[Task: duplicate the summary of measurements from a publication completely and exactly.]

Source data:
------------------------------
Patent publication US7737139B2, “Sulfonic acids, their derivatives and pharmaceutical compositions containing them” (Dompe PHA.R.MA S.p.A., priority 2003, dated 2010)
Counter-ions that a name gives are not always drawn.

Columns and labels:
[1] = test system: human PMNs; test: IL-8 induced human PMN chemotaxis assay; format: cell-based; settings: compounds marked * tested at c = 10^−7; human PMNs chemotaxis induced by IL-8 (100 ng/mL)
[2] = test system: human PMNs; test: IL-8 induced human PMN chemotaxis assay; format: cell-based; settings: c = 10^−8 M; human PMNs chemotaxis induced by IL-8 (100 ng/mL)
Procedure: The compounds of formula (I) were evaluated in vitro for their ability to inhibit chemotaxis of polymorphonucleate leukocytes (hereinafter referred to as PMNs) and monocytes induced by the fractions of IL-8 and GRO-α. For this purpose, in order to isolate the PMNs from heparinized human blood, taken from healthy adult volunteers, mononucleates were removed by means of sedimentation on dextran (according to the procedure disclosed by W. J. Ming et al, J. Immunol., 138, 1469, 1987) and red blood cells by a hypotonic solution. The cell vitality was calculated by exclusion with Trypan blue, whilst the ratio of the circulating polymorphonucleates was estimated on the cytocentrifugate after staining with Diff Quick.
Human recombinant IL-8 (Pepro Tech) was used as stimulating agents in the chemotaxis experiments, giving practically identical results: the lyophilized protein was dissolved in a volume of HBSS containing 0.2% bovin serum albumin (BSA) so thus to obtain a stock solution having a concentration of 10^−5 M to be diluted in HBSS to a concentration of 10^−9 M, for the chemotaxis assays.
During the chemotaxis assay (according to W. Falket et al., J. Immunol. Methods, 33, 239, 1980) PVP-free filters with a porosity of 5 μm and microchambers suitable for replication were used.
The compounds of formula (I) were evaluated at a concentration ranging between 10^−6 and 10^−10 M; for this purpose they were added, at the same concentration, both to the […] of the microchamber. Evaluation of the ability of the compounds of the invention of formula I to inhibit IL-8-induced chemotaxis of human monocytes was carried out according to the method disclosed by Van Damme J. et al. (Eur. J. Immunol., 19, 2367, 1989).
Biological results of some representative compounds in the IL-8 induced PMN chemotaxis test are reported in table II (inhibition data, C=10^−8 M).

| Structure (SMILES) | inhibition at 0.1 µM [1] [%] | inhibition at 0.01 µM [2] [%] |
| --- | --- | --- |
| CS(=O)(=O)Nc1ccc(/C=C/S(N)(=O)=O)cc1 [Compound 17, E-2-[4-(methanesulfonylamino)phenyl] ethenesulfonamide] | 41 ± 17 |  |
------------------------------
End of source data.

Patent publication US7737139B2, “Sulfonic acids, their derivatives and pharmaceutical compositions containing them” (Dompe PHA.R.MA S.p.A., priority 2003, dated 2010)
Counter-ions that a name gives are not always drawn.

Columns and labels:
[1] = test system: human PMNs; test: IL-8 induced human PMN chemotaxis assay; format: cell-based; settings: compounds marked * tested at c = 10^−7; human PMNs chemotaxis induced by IL-8 (100 ng/mL)
[2] = test system: human PMNs; test: IL-8 induced human PMN chemotaxis assay; format: cell-based; settings: c = 10^−8 M; human PMNs chemotaxis induced by IL-8 (100 ng/mL)
Procedure: The compounds of formula (I) were evaluated in vitro for their ability to inhibit chemotaxis of polymorphonucleate leukocytes (hereinafter referred to as PMNs) and monocytes induced by the fractions of IL-8 and GRO-α. For this purpose, in order to isolate the PMNs from heparinized human blood, taken from healthy adult volunteers, mononucleates were removed by means of sedimentation on dextran (according to the procedure disclosed by W. J. Ming et al, J. Immunol., 138, 1469, 1987) and red blood cells by a hypotonic solution. The cell vitality was calculated by exclusion with Trypan blue, whilst the ratio of the circulating polymorphonucleates was estimated on the cytocentrifugate after staining with Diff Quick.
Human recombinant IL-8 (Pepro Tech) was used as stimulating agents in the chemotaxis experiments, giving practically identical results: the lyophilized protein was dissolved in a volume of HBSS containing 0.2% bovin serum albumin (BSA) so thus to obtain a stock solution having a concentration of 10^−5 M to be diluted in HBSS to a concentration of 10^−9 M, for the chemotaxis assays.
During the chemotaxis assay (according to W. Falket et al., J. Immunol. Methods, 33, 239, 1980) PVP-free filters with a porosity of 5 μm and microchambers suitable for replication were used.
The compounds of formula (I) were evaluated at a concentration ranging between 10^−6 and 10^−10 M; for this purpose they were added, at the same concentration, both to the […] of the microchamber. Evaluation of the ability of the compounds of the invention of formula I to inhibit IL-8-induced chemotaxis of human monocytes was carried out according to the method disclosed by Van Damme J. et al. (Eur. J. Immunol., 19, 2367, 1989).
Biological results of some representative compounds in the IL-8 induced PMN chemotaxis test are reported in table II (inhibition data, C=10^−8 M).

| Structure (SMILES) | inhibition at 0.1 µM [1] [%] | inhibition at 0.01 µM [2] [%] |
| --- | --- | --- |
| CS(=O)(=O)Nc1ccc(/C=C/S(N)(=O)=O)cc1 [Compound 17, E-2-[4-(methanesulfonylamino)phenyl] ethenesulfonamide] | 41 ± 17 |  |